Clinical research nurse
As a clinical research nurse, you will be at the forefront of new medical discoveries, and help develop breakthrough cures and medical treatments. The work that you do during your career can help some patients live longer or enjoy a better quality of life. You may be responsible for studying diseases and disorders, as well as developing new treatment plans. You will also help test new treatments and medications that could possibly change the way a disease or disorder is perceived.
The field of clinical research can be very rewarding and fulfilling. Good research nurses must be very dedicated to their work and ready to take on everything that the profession throws their way. If you’re looking to pursue a research nursing career, you should have an excellent understanding of the research process as well as the specialty area that you’re studying.
Excellent communication skills are also a must. You must be able to effectively communicate with scientists, physicians, researchers, patients, and corporate executives.
The average pay for a Clinical Research Nurse is $31.28 per hour.
What Does a Clinical Research Nurse Do?
The exact duties of a research nurse will typically depend on her employer and role. Some research nurses may be responsible for studying diseases, while others may help create and improve new medications and other treatments.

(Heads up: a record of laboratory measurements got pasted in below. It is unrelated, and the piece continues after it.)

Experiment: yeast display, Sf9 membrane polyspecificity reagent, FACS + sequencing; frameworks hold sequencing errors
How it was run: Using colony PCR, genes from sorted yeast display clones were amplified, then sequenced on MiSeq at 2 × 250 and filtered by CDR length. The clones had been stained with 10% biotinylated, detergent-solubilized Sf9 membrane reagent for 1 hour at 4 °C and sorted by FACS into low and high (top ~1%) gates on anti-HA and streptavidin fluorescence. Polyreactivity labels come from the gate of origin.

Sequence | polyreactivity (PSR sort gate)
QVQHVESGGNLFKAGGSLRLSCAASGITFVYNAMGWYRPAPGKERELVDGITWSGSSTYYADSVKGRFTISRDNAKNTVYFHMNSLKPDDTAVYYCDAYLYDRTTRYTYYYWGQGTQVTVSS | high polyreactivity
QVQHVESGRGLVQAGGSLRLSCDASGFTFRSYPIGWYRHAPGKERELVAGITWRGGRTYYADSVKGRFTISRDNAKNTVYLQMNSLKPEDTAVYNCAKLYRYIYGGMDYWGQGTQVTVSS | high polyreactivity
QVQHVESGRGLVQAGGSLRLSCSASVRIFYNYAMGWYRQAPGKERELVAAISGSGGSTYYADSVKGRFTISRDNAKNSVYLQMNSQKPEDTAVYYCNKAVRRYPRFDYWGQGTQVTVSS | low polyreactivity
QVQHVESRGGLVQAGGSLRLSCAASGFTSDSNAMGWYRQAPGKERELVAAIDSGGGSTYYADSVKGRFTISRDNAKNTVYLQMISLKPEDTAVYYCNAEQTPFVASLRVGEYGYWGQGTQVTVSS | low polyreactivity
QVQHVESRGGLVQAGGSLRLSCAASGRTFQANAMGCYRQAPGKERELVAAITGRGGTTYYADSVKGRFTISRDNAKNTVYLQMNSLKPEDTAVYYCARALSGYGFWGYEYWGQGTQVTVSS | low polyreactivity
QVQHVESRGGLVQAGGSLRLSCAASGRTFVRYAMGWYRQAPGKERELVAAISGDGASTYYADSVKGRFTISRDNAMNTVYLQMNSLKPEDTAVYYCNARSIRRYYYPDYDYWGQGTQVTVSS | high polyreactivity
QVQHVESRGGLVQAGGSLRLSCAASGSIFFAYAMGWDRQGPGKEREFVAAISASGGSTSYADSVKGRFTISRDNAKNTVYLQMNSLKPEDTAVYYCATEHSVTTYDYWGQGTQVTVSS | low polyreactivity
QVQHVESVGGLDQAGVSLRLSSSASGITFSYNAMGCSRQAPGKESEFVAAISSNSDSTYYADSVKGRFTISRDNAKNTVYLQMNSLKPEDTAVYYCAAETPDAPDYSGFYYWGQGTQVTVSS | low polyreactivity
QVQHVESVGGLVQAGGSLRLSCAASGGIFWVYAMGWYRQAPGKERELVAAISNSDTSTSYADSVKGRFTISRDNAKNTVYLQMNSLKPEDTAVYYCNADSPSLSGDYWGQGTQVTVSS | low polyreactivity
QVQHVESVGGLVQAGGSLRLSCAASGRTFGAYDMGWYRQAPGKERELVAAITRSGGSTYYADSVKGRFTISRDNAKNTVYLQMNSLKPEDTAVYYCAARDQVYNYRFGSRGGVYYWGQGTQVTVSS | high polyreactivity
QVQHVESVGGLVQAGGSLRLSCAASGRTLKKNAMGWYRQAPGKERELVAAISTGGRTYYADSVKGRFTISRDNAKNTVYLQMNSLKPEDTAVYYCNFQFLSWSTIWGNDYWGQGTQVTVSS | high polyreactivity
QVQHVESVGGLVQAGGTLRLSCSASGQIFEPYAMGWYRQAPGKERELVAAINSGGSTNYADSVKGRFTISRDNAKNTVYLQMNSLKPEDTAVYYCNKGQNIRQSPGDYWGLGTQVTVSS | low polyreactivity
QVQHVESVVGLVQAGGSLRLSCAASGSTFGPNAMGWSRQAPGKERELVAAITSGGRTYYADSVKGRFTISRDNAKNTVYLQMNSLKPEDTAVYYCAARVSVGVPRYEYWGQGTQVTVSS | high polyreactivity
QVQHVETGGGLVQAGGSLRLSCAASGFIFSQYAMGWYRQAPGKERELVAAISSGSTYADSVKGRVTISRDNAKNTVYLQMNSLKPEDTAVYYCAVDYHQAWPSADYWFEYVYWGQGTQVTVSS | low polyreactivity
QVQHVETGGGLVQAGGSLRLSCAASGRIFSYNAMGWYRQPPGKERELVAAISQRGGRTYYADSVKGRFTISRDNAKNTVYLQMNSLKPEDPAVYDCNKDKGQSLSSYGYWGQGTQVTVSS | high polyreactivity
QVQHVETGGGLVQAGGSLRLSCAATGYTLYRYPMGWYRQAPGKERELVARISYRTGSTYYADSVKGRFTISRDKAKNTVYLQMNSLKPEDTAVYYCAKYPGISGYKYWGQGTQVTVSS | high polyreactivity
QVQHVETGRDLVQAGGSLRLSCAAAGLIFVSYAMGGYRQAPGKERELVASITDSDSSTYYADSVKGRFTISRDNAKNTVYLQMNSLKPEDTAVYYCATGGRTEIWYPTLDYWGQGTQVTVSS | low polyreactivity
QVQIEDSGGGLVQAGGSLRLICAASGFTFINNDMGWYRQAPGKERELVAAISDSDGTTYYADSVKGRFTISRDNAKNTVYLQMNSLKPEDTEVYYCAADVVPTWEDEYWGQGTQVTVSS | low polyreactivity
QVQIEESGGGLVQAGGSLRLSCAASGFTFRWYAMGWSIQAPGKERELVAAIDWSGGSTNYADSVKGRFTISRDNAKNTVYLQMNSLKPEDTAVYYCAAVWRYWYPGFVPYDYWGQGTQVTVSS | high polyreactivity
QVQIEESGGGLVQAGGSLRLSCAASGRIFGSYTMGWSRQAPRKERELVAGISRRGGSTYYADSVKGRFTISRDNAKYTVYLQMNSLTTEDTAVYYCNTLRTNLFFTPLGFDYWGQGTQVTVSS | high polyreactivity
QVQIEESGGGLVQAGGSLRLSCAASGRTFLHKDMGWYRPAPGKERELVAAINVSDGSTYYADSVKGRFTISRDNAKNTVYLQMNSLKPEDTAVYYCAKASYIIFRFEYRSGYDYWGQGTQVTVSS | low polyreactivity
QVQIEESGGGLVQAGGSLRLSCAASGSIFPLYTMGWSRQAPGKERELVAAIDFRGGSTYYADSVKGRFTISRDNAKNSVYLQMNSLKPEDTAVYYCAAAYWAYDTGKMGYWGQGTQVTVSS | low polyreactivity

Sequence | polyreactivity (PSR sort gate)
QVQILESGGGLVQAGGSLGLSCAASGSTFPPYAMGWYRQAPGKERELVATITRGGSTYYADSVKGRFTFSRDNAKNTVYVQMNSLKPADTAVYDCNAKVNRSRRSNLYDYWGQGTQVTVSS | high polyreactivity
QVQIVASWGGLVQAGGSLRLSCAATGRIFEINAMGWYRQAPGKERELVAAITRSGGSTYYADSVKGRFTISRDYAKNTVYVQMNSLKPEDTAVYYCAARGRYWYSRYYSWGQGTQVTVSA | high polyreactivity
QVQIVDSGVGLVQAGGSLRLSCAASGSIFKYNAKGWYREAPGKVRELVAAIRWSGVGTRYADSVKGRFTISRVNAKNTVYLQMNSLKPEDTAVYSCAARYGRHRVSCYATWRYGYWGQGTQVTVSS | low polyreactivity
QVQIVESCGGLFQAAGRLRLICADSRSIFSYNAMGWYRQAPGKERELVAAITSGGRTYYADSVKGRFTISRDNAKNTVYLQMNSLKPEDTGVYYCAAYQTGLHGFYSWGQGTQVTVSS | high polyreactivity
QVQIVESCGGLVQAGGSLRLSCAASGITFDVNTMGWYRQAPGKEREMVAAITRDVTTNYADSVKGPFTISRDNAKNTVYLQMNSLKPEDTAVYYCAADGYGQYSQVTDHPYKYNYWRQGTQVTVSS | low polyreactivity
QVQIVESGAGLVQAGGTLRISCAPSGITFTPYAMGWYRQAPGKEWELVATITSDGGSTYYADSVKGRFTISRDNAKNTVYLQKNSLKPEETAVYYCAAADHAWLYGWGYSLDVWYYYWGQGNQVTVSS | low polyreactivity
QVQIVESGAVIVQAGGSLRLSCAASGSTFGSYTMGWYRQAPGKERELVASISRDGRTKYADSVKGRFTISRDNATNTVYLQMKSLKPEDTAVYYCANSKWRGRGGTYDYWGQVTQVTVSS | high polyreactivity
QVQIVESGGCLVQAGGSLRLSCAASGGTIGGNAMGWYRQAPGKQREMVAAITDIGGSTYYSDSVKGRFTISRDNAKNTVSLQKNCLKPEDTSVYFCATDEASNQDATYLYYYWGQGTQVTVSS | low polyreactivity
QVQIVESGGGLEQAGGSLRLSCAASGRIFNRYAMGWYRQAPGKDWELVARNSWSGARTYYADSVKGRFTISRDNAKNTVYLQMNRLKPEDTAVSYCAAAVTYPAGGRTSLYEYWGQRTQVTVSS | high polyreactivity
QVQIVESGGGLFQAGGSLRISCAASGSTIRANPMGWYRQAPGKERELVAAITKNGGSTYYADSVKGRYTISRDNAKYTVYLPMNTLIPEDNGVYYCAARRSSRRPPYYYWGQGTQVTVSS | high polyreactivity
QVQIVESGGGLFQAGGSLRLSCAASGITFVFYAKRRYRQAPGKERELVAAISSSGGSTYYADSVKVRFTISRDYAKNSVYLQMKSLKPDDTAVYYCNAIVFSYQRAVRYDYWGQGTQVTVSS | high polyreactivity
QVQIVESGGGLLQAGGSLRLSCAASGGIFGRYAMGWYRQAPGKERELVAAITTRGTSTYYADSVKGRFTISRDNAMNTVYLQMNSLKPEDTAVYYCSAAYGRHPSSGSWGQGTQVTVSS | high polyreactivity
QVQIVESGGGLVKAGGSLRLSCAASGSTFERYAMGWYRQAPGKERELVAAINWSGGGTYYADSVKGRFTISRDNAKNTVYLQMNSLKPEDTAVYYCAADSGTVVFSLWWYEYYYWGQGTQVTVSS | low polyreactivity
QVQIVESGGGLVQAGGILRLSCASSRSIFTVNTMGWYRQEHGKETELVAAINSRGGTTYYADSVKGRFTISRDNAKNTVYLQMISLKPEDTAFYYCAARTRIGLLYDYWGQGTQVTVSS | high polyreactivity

Research nurses that study diseases and illnesses will often perform a great deal of research, both by studying previous findings and observing patients. They may be required to examine medical journals, for instance, as well as observe, study, and care for patients suffering from a particular disease.
They make decisions based on the observations made as to which patients are the best candidates for certain clinical trials. During clinical trials, the research nurse will administer medications or perform other treatment procedures, During this process, research nurses must closely monitor each patient’s progress. This includes documenting side effects, drug interactions, and the overall efficiency of the medication.
Aside from caring for patients, documenting and recording information during clinical trials is the most important responsibility that a research nurse has. The information and data gathered during the research must be compiled into reports and handed over to senior clinical researchers or specialists.
Where do Do Research Nurses work?
Qualified research nurses have the option to work in a number of different settings. Possible employers include research organizations, universities, pharmaceutical companies, teaching hospitals, and government agencies.
How Do I Become a Research Nurse?
Don’t expect to become a research nurse overnight. It's a lot of work and you are expected to undergo years of training and accumulate years of experience.
The first step toward becoming a research nurse is to obtain a proper education. You can start with a bachelor’s degree in nursing, although many employers prefer that their research nurses have master’s degrees or even doctoral degrees in their chosen specialty. During your schooling, classes in research and statistics are a must and are courses in your chosen area of expertise.
Take courses from CCRPS and learn more on how to become a clinical research nurse.
Discover more from Clinical Research Training | Certified Clinical Research Professionals Course